We spend hours at desks but there are some things you can do to protect your health while keeping your job.
The news lit up recently with horror stories about the future office worker. Apparently spending so much time at our desks means that future humans could have a permanently hunched back, pale skin and red eyes.
I didn’t find that news particularly earth-shattering, considering if you just look around the Luas, Dart or bus in the morning, most weary commuters are hunched, pale and red-eyed.
The research, which was commissioned by office supplies company Fellowes, analysed 3,003 people in France, Germany and Britain in June through an online survey. It found that more than a third of British office workers spend between seven and nine hours a day sitting at a desk and that many office workers suffer from strained eyes, sore backs and headaches.
To terrify us altogether, the researchers created a life-size model of what the typical office worker will look like in 20 years.
The doll, called “Emma” (pictured above), has a range of health problems including a permanently bent back, varicose veins, a rotund stomach, and dry and red eyes (Editor’s note: We are still trying to work out why there isn’t a male version of Emma and why she is wearing 90s office attire).
If you feel like you might be slowly turning into Emma, you can continue sitting hunched at your desk for the next 20 years and the effects of that means you probably won’t need to dress up for Halloween ever again, you’ll be able to terrify children all year round.
Don’t fancy that? Didn’t think so. Luckily, there are some things you can do to protect your health while keeping your job.
Adjust your chair
Although you probably spend hours a day sitting at your desk, you probably haven’t bothered to ensure your chair is at the right position for you. There are reasons why modern-day office chairs come with a range of leavers – you are supposed to adjust them to suit your body perfectly.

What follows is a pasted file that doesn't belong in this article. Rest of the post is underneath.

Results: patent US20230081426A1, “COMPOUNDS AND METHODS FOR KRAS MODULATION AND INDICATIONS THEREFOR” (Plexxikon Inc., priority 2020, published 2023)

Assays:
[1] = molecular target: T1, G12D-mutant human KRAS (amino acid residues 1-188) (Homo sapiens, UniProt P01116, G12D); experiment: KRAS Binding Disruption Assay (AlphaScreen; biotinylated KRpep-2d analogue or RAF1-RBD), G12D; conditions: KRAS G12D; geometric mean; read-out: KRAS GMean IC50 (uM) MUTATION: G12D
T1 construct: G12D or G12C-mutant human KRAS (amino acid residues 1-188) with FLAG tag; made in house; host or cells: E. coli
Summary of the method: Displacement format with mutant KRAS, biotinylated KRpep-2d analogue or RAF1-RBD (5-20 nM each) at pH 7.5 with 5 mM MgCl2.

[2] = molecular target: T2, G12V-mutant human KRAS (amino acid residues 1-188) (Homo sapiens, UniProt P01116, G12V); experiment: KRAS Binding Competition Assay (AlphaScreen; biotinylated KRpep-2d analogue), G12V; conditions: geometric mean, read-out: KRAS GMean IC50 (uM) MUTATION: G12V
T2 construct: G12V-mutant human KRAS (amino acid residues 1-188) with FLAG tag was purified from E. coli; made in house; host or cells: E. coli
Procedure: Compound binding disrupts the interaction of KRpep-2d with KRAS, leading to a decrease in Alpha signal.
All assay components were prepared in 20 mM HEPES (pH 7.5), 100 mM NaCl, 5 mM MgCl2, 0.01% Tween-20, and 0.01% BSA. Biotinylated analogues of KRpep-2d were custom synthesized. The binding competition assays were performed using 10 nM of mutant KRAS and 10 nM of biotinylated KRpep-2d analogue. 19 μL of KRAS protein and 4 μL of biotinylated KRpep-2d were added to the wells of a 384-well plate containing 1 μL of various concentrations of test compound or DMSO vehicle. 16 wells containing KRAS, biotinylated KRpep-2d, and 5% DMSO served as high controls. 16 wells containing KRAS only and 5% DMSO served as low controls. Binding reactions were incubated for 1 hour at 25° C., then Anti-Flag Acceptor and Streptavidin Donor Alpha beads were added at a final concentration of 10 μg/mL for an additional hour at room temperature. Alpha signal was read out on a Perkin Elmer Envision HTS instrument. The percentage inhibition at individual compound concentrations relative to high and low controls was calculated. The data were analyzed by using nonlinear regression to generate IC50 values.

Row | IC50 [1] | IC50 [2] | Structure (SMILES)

Your feet should flat on the floor and your knees should be at a 90 degree angle. Your forearms should be parallel with or sloping slightly towards the desk, which takes pressure off your wrists and relaxes your shoulders.
Now that your chair is perfectly adjusted, get up off it. In 2017, doctors from Columbia University, the University of South Carolina and other institutions tested around 8,000 adults aged 45 years or older and found that those who moved around every 30 minutes were less likely to die than those whose sitting was prolonged.
Try setting an alarm on your phone or watch every hour or so to remind you to move.
While it might not be feasible for you to get up at work every 30 minutes and move away from your desk, you might be able to move around more often than you currently are.
It can be easy to get lost in work and to forget to take a break from the desk. Try setting an alarm on your phone or watch every hour or so to remind you to move. Even changing position from your desk chair to another chair in the office will help your body and take pressure off certain areas olin the body. If your office has an area where you can work and stand at the same time, it is definitely worth doing that daily for as long as you can.
Protect your eyes
The glare of our screens follows us from when we wake up in the morning to when we set our alarms on our phones to go to sleep at night. Blue light is thought to cause sleep problems, weight gain and metabolic diseases.
To combat this, many people swear by wearing anti-blue light glasses while working at a computer, although scientific evidence for them is divided. Before you invest, try the 20/20/20 rule: every 20 minutes, look at something at least 20 feet away for 20 seconds. Also try to cut down on screen time in the evening before bed.
Photograph: “Emma” – the life-size model of what the typical office worker will look like in 20 years.